Company Sponsored Research
C S R
A Pressing Need for Small Cap Companies
Over the past 15+ years, obtaining research has become increasingly difficult for smaller capitalization, less liquid securities ("SmallCaps"). Industry dynamics have made it uneconomical for high quality securities research firms to publish on these companies due to:
- substantially reduced trading activity from actively managed funds, whose assets under management (AUM) has decreased dramatically due to the advent of exchange traded and index funds and other passively managed vehicles;
- commission rates which have been driven substantially lower due to fierce competition;
- the substantial costs of running a securities research business given regulations which preclude its subsidization by the investment banking departments; and
- ever increasing compliance and regulatory burdens.
All of these factors has made if increasingly difficult for money managers to adequately compensate brokerage houses for providing securities research through the traditional means (i.e, trading commissions). Should the impact of MiFid II begins to be felt on our shores, small cap research is predicted to decrease even more dramatically as the buy side will now have to pay for securities research out of their own pockets or undergo an arduous process of justifying its research spend to the holders of the funds they manage. Globally, McKinsey & Company expects more than $1.2 billion less to be allocated securities research as a result of this new law.
Accordingly, many SmallCaps are effectively becoming “orphaned,” with no credible independent means of communicating their investment theses to the investment community. The result is lower trading volumes, impaired liquidity, inefficient pricing/valuations and a lack of institutional investor support for SmallCap securities. In essence, the SmallCaps are incurring all the expenses of being a public company, but reaping few of the benefits.
Notwithstanding the above, institutional investors, high-net-worth individuals, family offices and retail investors still value credible securities research as SmallCaps are frequently an excellent source of “Alpha.” Moreover, the growing numbers of “quant funds” (comprising a significant portion of trading today) need well-informed revenue and earnings estimates from trusted, independent sources, to attempt to capture this “alpha” through their trading algorithms. Unfortunately, these investors have few places to turn for such independent, trustworthy information.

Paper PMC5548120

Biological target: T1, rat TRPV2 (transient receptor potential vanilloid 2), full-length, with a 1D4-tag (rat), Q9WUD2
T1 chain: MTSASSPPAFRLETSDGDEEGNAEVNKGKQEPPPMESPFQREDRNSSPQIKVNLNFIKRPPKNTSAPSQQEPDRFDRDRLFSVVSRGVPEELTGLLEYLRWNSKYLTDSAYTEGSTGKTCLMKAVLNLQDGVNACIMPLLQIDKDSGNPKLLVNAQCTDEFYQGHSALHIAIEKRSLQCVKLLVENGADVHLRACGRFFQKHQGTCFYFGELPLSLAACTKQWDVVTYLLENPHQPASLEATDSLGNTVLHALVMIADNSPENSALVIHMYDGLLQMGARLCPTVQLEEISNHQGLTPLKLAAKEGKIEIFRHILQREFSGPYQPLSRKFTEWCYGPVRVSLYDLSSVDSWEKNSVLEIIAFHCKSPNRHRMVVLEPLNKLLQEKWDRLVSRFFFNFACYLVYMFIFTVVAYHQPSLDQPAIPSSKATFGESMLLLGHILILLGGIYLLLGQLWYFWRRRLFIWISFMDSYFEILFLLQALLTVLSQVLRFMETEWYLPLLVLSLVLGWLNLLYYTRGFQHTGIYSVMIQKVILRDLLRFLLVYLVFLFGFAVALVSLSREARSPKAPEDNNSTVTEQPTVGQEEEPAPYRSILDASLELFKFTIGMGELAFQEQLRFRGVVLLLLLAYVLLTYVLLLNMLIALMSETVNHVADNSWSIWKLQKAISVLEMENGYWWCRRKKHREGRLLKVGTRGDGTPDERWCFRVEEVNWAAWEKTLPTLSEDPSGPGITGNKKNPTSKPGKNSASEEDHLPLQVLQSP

The Sidoti Solution
Sidoti believes that like the debt markets, where issuers pay agencies like S&P and Moody’s to rate their securities, companies-- in in effort to increase their corporate visibility and promote their investment theses--will begin to compensate high quality, non-conflicted securities research firms to provide trusted, independent analyses of their businesses. This view is supported by both the Securities and Exchange Commission's Advisory Committee, academic studies and other authoritative sources:
A report entitled “Research for sale: determinants and consequences of paid-for analyst research” by Marcus Kirk, University of Florida, Gainesville, October 2010 (the “Kirk Study”) provides evidence about the impact of sponsored research. After examining “changes in a firm’s information environment after hiring an analyst” the author finds in most instances in the quarters following the initiation of paid-for coverage:
- lower cost of capital (Healy and Palepu, 2001; Barth and Hutton, 2004; and Irvine, 2003).
- increases in institutional ownership;
- liquidity (e.g., bid-ask spreads, stock turnover); and
- the number of sell-side analysts
Thus Sidoti CSR may help management teams assuage concerns it may have, as expressed by (i) the former president of NASDAQ, that: “Lack of analyst coverage affects the majority of publicly listed firms and impacts company valuation, liquidity and ultimately the welfare and growth of public companies" and (ii) a report commissioned by the SEC (supporting CSR) highlighting lack of analyst coverage as an existing problem with adverse effects such as reduced firm valuation, higher financing costs, decreased market efficiency, lower liquidity, and an inhibitor of investors’ resource allocation decisions.